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Thu Nov 14, 2019, 05:42 AM

Complementary cancer therapies 'do more harm than good'

https://www.bbc.com/news/health-50409431

Complementary cancer therapies 'do more harm than good'

7 hours ago

Cancer patients should tell their doctors if they are taking herbal products because some of the ingredients could stop their treatment working, a cancer conference has heard.

Garlic, ginger and ginkgo pills, for example, can delay the healing of skin wounds when breast cancer spreads.

Surgeon Prof Maria Joao Cardoso, said there was no evidence that herbal therapies or creams worked.

If in doubt, it was best not to take anything, she said.

"Doctors need to be more proactive about asking their patients what else they are taking when they are being treated for cancer," Prof Cardoso, head breast surgeon at the Champalimaud Cancer Centre in Lisbon, Portugal, told the BBC.

She said it was particularly important that patients always checked with their doctors first before trying complementary therapies for cancer that had spread to the skin.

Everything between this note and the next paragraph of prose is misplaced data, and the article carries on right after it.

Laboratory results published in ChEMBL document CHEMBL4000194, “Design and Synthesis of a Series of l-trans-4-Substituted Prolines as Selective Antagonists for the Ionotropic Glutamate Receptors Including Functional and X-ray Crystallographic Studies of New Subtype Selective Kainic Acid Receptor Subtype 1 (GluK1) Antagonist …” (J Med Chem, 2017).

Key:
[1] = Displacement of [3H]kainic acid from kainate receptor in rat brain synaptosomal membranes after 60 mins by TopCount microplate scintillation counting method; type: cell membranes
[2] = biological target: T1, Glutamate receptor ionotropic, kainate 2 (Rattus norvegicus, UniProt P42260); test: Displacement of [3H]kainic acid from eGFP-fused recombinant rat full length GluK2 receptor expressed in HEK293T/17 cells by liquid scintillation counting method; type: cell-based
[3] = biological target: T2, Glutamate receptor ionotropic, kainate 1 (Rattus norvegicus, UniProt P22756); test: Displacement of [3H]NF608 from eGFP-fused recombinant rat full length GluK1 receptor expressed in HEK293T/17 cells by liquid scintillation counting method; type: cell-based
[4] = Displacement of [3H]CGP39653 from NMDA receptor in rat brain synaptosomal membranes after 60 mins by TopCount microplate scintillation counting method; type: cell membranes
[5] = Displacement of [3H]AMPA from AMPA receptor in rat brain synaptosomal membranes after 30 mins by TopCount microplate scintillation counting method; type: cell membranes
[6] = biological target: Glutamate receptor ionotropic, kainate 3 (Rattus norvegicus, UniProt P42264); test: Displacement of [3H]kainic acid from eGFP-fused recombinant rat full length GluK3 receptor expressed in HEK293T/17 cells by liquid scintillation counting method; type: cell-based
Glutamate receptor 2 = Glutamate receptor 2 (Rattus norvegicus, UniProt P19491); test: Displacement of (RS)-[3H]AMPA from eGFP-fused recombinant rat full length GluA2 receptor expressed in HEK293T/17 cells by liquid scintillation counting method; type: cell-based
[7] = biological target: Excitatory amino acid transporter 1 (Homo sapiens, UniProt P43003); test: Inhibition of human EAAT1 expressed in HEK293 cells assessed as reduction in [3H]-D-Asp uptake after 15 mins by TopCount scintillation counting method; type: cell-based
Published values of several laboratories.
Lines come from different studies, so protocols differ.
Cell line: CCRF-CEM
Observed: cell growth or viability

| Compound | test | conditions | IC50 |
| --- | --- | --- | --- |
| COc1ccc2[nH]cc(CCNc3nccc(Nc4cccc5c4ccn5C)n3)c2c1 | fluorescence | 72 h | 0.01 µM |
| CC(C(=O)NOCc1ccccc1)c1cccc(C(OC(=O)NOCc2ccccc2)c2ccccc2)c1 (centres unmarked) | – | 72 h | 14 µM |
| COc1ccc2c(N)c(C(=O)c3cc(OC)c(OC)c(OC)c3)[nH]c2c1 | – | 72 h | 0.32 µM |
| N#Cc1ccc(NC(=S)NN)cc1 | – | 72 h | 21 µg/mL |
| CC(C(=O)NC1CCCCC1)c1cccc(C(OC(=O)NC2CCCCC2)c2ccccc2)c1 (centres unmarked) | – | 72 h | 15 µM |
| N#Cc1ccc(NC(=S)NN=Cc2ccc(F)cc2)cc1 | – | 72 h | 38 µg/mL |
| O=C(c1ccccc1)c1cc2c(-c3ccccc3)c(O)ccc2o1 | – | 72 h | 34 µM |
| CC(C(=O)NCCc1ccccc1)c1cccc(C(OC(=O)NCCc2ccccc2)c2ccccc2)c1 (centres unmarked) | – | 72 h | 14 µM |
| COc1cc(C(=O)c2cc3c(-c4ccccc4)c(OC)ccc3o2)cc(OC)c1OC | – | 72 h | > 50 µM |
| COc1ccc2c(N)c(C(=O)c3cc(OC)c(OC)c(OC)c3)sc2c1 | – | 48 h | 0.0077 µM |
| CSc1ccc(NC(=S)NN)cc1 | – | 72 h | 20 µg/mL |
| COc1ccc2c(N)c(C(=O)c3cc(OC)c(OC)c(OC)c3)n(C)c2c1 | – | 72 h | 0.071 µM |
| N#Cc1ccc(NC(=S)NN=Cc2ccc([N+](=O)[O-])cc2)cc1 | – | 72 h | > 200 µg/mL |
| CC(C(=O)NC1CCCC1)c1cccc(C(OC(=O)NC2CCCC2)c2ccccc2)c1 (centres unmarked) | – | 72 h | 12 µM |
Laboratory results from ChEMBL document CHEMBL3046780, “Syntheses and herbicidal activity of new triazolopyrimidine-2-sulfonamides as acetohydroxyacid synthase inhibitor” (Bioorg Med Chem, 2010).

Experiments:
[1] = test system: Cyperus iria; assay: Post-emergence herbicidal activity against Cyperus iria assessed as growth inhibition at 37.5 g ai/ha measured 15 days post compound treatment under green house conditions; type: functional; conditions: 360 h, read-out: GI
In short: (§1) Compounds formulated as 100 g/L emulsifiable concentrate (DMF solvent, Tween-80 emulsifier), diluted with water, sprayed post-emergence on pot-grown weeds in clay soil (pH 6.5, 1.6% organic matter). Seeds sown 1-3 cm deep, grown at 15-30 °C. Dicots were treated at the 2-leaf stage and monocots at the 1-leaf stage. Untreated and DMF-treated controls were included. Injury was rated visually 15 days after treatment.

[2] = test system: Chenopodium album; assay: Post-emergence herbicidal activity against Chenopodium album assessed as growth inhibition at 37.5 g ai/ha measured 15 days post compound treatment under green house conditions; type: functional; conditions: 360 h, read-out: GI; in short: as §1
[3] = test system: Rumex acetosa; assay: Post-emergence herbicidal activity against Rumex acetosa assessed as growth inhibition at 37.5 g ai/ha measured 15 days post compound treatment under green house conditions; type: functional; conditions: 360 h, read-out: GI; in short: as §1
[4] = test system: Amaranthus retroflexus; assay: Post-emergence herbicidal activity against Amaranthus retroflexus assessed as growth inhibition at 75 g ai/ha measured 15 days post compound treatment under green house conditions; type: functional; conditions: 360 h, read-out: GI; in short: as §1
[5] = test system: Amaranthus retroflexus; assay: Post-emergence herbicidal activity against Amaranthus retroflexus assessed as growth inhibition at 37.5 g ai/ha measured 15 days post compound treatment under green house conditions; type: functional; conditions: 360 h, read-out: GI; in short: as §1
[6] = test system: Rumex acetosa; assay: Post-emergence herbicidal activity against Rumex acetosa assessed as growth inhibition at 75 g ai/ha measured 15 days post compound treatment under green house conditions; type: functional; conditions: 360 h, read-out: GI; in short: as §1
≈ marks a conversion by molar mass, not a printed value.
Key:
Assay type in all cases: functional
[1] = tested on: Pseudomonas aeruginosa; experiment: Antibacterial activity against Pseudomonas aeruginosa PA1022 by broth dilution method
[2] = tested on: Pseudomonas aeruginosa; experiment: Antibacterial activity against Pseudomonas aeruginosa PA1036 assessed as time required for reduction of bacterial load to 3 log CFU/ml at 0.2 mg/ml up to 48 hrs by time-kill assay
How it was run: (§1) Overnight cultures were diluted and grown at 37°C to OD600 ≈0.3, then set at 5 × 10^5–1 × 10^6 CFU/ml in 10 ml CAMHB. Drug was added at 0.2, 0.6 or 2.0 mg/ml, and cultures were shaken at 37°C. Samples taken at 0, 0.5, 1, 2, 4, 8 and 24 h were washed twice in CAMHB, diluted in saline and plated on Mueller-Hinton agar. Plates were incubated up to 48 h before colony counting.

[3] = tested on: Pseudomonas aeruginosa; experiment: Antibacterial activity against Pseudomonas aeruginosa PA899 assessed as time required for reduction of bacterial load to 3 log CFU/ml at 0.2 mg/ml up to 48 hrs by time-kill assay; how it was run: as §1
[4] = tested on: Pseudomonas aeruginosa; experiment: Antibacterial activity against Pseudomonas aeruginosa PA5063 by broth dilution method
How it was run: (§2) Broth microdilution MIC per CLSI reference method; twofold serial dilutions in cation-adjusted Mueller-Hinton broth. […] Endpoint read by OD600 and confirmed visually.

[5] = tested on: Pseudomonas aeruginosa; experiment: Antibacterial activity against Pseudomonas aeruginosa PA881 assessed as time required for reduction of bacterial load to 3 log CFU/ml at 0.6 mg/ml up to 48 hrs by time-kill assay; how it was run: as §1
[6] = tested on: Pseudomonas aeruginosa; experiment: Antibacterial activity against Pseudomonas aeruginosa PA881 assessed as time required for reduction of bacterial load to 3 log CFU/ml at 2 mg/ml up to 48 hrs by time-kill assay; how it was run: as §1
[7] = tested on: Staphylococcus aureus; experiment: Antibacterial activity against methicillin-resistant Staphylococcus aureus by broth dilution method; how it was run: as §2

This happens in one in five cases of breast cancer - and less in other cancers.

The danger is that many products can interfere with hormone therapy or chemotherapy treatments, and certain ones prolong the blood clotting process - which can lead to wounds taking longer to heal and more scarring.

She highlighted the following herbal products as examples of those which slow down clotting:
◾green chiretta
◾feverfew
◾garlic
◾ginkgo
◾ginseng
◾hawthorn
◾horse chestnut
◾turmeric
(snip)

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Reply Complementary cancer therapies 'do more harm than good' (Original post)
nitpicker Nov 14 OP
in2herbs Nov 14 #1

Response to nitpicker (Original post)

Thu Nov 14, 2019, 08:53 AM

1. When the medical profession releases its attachment to the pharmaceutical industry and

allows/conducts clinical trials on alternative therapies the same way it does on pharmaceuticals then and only then should their opinion on this subject be considered.

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